Tuesday, March 27, 2012

Can You See the Forest Through the Trees?

I was picking up in my son's room and getting madder by the minute.  Socks, discarded baseball uniforms, and school clothes were strewn about the room in a haphazard manner.  This is not unusual.  What ticked me off is that the majority of them lay within ONE FOOT OF THE HAMPER.  How in the hell can he not see the damn hamper, I wondered.  Some of the clothing on the floor was actually TOUCHING the hamper.  I policed the room and talked to my son.  How come you didn't put them in the hamper? I asked.  I didn't see it, was the answer.  Oh, really?

Never mind that the hamper is this huge, navy blue affair that springs up when you unsnap the sides.  Its the kind touted as best for college dorms.  Also, forget the fact that I purposefully and strategically place it in between the Lego box and the movie player.  (I'm no dummy)  It's right there, I said.  How do you not see it every time?  How can you miss it?  My son answered, I guess I see it too much, so now I don't see it at all.  I had to give him credit.  The kid made me think.

What he said made profound sense to me, in the way sometimes kids do without meaning to.  Suddenly, in the middle of the elementary-school sized hurricane, I realized what was wrong with my latest writing project.  I hadn't been working on it much because nothing was coming to me.  I am a pantser, but unless you are receiving whatever ideas your own Musina plants in your creative little brain, you ain't pantsing nuthin'.  I had been trying too hard to get to a pre-determined destination instead of letting the project lead me there.  In other words, I couldn't see the forest through the trees.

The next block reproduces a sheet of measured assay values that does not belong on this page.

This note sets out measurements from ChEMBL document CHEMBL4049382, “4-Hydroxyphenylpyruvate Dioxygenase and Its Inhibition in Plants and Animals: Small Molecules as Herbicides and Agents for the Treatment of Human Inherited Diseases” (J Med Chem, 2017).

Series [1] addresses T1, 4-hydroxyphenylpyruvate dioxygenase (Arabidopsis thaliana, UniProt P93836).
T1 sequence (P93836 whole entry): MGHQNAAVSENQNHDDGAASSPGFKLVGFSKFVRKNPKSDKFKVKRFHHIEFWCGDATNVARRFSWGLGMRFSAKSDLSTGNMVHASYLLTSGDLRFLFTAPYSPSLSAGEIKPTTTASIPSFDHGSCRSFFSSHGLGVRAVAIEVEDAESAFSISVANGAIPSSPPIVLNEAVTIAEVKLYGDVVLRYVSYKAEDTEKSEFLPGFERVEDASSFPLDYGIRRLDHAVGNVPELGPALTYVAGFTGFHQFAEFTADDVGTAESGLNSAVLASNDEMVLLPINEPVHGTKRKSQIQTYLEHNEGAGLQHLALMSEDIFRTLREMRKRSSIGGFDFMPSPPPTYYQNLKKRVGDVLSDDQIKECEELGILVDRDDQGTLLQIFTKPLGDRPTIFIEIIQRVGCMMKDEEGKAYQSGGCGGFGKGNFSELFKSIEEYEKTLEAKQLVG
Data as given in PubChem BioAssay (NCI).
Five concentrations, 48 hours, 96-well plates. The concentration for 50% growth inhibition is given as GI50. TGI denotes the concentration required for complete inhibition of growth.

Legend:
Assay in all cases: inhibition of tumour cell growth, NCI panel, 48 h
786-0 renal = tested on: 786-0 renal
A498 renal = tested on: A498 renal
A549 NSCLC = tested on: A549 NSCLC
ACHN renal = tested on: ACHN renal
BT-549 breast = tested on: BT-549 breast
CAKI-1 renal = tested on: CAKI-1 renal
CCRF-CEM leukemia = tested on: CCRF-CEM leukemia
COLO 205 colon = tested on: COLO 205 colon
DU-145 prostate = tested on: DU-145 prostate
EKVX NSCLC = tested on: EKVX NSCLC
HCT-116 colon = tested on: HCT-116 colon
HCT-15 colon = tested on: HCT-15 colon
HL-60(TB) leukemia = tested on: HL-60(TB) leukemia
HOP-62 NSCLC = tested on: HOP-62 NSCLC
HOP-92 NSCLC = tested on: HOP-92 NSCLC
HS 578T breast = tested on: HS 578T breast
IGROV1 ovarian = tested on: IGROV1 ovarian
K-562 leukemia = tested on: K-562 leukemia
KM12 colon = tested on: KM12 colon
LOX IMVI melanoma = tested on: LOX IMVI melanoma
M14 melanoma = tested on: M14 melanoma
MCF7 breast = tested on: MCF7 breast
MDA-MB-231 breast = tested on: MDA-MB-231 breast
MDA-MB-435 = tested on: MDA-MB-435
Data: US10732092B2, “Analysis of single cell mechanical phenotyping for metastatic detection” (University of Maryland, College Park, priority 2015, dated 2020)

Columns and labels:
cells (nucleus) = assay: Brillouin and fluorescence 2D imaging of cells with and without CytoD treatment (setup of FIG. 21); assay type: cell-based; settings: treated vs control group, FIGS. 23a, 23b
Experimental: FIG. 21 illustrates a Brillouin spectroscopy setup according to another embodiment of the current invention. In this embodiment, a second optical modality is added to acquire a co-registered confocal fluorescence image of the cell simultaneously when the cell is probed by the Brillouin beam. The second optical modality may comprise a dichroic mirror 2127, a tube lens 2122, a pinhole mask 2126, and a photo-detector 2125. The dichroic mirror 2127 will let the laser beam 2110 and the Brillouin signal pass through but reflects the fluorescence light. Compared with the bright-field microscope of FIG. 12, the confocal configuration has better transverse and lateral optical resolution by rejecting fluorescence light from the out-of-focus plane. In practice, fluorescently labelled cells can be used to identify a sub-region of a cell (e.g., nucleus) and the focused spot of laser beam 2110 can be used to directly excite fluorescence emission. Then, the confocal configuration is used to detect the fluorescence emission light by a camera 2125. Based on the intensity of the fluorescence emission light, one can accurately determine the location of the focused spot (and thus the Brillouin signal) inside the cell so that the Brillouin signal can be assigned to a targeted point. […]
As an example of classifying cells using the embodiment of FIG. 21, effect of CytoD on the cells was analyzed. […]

My Mum used to reserve that saying for people who were, well, too stupid to live.  They just couldn't see what was right in front of them.  More often than not, this group included salespeople, fast food attendees, and generally anyone in the service industry.  What I realized is I could be in the group at that moment as well.  I needed to get un-stupid.  When I stepped back away from the project, it became clearer to me, and more focused.  And the ideas began to flow again.

Now, I don't recommend that you find a particularly messy 3rd grader's room to clean, but it worked for me.  Yours might be cleaning, cooking, jogging, or getting a mani-pedi.  Whatever it is, the point is take the break you need to clear your mind and redirect your focus.  And as for that forest?  You'll find the clearing you need in no time.

So, tell me....what do you do when you need to step away from the WIP?


  1. I'm a panster also and what I try to do is only focus on the scene I'm writing at the time. Not the entire book.

  2. I juggle between paper children. When I step away from one, another one needs my attention!

  3. I love your blog, Samantha! Your humor is unique and welcome. I'm a plotter and smack into the same dreaded road blocks all too often. To get my brain relaxed, I take the old Chevy out for a spin. Works every time.:)

  4. Some of the things which have worked for me:
    * assembling chairs, stools, or other small pieces of furniture that i've bought on sale but never found time to assemble [it puts my brain at work on a completely different plane than writing]
    * cutting briars, brush, or whatever growth has taken over a spot that would look much nicer 'cleared'. [Also uses diff. parts of my brain, but has the downside of making my body sore.]
    * sleep. [sometimes my unconscious mind will work out issues in a manuscript for me]